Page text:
He could always smell it too, grandpa Sergei, when he return home and found his wife in the kitchen:

“Had the thunder cloud passed yet?” he’d joke; and after an askance glance from his wife, proceed to open all the windows in the house.  A trail of reeking flesh hung heavy.  A scraped aluminum ashtray in the dish drain would confirm his suspicions.  “At least, she had the decency to not spit onto the floor this time.”

Truth be told, the old woman missed sometimes.  Perhaps, that’s why Galina’s thick ankles were permanently adorned with shiny galoshes:  in case she misjudged and spat onto her own foot.  No matter the weather, the season, or the heat, she also wore gray socks of thick wool.  Say what would wish about the expedited process of aging for the Russian women, but at the fairly young age of forty — bundled up in thermal underwear underneath her housedress and a cotton-stuffed peasant jacket on top — Galina looked like an arthritic.  Never could get warm, never stopped complaining about her aching joints and high blood pressure.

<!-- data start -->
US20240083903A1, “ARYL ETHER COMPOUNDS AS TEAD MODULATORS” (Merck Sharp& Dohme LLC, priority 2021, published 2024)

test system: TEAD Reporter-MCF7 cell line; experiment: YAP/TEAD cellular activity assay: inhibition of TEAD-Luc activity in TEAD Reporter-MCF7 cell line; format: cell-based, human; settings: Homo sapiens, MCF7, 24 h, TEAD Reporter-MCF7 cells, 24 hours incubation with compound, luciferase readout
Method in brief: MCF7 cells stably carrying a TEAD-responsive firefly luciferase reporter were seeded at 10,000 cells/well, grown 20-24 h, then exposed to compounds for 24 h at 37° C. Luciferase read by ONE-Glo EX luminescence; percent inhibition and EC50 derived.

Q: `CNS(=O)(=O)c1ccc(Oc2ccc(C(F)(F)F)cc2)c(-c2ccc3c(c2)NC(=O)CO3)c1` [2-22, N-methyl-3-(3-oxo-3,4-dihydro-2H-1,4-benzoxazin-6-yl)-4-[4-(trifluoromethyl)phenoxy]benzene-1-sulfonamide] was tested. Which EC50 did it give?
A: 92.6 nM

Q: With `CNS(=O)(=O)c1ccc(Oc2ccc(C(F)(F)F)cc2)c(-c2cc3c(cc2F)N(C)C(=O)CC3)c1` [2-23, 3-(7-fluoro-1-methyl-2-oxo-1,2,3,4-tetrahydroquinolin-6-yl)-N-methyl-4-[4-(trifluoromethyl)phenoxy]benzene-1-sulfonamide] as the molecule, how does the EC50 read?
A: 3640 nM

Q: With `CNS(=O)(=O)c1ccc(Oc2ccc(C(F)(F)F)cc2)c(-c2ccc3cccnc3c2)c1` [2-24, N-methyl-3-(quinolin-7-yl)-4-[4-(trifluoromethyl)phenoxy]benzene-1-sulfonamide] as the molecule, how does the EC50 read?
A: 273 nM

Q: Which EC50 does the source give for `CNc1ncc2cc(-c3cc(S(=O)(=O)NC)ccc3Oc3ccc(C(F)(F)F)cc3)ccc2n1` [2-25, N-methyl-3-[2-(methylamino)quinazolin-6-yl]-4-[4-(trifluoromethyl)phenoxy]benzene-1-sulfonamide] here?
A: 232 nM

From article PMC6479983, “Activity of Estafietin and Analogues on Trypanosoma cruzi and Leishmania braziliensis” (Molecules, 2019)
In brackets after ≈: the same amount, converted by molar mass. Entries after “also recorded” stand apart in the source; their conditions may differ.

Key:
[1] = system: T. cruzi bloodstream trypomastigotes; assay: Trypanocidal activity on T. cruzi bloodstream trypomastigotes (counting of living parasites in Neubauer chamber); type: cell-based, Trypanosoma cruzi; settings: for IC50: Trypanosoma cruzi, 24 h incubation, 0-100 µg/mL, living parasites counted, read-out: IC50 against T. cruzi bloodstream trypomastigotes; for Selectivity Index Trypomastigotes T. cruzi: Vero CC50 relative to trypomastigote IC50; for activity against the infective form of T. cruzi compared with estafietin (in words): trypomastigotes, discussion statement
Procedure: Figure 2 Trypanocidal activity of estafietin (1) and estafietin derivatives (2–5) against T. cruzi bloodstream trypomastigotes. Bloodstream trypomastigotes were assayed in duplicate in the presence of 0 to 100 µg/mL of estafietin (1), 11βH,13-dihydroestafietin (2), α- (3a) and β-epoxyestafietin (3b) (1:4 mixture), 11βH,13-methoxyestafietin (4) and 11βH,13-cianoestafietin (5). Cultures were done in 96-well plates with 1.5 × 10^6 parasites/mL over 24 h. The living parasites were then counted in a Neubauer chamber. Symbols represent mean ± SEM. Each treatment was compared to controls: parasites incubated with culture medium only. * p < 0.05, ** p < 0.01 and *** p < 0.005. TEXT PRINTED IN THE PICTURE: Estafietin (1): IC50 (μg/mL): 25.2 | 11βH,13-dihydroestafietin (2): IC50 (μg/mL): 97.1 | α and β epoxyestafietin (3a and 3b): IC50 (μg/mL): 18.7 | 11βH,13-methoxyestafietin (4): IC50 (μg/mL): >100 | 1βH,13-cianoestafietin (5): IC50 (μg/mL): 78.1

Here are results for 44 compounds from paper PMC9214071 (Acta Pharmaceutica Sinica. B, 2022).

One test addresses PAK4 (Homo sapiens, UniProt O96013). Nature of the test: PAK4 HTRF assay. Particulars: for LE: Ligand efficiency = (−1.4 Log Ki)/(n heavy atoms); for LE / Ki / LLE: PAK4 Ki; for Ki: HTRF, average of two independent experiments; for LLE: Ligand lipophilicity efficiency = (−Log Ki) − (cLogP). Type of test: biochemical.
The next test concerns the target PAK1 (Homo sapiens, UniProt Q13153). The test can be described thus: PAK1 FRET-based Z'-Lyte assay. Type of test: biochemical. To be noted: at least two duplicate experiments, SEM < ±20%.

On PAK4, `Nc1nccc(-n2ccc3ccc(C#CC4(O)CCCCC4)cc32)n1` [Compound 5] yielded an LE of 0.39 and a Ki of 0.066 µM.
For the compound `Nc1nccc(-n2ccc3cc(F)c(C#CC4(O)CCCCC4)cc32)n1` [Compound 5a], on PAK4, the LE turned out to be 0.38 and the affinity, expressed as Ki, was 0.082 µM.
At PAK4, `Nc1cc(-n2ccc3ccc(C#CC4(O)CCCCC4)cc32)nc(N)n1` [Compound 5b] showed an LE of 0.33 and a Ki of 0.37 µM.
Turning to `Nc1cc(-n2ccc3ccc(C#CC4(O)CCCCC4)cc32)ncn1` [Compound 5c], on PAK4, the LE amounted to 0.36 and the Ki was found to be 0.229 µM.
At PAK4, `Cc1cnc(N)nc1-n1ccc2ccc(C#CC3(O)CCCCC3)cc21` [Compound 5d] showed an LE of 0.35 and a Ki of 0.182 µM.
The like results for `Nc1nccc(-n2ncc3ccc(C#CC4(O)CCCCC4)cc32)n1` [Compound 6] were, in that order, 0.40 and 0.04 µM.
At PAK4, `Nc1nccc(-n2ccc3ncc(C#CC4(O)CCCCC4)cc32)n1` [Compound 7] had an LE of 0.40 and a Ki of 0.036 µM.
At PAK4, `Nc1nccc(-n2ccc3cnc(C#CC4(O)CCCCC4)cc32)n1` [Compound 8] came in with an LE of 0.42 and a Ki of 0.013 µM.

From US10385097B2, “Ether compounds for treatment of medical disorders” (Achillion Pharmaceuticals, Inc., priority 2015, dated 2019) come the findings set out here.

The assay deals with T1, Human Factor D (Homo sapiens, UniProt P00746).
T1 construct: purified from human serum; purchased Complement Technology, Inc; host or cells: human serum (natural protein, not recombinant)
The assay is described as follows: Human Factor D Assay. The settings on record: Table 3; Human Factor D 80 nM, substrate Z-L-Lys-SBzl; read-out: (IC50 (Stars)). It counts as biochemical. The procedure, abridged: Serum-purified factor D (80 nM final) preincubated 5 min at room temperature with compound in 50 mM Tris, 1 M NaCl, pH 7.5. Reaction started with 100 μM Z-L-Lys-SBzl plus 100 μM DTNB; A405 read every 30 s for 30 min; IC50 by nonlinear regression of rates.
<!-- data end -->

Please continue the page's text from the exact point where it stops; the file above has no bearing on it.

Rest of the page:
“The burn must’ve messed up her nerve endings!” grandma explained.  “She may not ever get comfortable again, that poor soul.”

But grandpa Sergei scoffed and offered his own bit:  “Oh, come on!  Lord knows, the cuz has skin thick enough to outlive us all, in the end!”

He had theories, my grandpop!  Coached either to fear or to compete with the remainder of the world, he harbored little hope for humanity.  So, he was often heard pontificating on the subject of the world’s ending:  which continent would be the cause of it and which race would take the majority of the blow.  And the one thing grandpa had made clear was that when the fateful hour of godly justice stuck, he would be found nowhere near other humans.  To live off of and to die from the Ocean’s insatiable force — that was the destiny the old fisherman had envisioned for himself.